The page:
When Microsoft announced that it was going to drop its development of EdgeHTML and begin work on a Chromium-based alternative, some fans and users feared that all the beneficial engineering done for Edge on Windows 10 would be lost.
Thankfully, as early developer and Insider builds are revealing, the Edge team has been able to port some of the features users have come to enjoy and rely on such as stored passwords, extensions, and Edge scrolling.
However, perfecting Edge’s scrolling dynamics on the Chromium-based browser has proven to be a bit of a task as other Chromium-based browsers do not leverage the unique Windows 10 and EdgeHMTL off-thread scrollbar engineering.
In an attempt to optimize scrolling on the Chromium-based Edge, the developers pushed out a Canary build last week that was causing some browsers to crash when attempting to scroll.
The latest Canary build (18.104.22.168) is live. A big thank you to the community for identifying an issue over the weekend that caused Canary to crash while two-fingered touch pad scrolling. While this update should fix this, please let us know if you continue to have any issues. pic.twitter.com/rVMu6sza2B
— Microsoft Edge Dev (@MSEdgeDev) April 15, 2019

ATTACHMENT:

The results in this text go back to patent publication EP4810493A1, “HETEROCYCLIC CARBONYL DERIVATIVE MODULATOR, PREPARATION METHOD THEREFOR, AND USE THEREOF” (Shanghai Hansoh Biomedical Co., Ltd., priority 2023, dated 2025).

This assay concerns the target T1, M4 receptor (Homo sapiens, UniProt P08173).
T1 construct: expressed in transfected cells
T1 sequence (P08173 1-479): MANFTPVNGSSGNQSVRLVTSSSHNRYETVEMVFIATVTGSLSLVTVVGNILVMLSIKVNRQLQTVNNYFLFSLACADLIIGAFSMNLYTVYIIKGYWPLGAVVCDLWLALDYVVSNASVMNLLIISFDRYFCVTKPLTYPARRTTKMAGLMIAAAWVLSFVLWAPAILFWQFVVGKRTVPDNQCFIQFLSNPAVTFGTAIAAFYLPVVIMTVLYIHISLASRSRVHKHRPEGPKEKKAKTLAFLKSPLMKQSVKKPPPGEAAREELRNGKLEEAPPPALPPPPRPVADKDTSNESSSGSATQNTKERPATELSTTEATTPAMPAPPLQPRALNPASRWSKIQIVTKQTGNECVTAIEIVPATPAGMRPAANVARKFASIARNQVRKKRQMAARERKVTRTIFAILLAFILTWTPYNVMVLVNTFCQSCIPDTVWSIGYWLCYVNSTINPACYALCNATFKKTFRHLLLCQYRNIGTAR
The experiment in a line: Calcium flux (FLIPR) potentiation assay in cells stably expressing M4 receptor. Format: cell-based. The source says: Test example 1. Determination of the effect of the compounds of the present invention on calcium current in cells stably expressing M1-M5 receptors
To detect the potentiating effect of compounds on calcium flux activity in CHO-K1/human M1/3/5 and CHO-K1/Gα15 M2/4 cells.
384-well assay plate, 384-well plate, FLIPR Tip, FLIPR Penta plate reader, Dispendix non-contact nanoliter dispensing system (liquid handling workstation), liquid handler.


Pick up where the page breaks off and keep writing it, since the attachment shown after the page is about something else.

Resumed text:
Earlier this week Microsoft acknowledged and put out a fix for ‘Canary’ Insiders and developers who were reporting issues with the way the Chromium Edge browser handled scrolling with the browser often crashing when applying two-finger touchpad gestures or just after page loads.
As by the very nature of Canary software development, Microsoft’s expeditiousness on the matter is expected but the company has made it a priority to port its arguably superior scrolling technology to the new Chromium Edge browser as well as the open source project itself.
In a world of diminishing differentiators between general web browsing experiences, smoothing scrolling is something Microsoft cannot afford to leave by the wayside as it continues to build its replacement browser and industry alternative.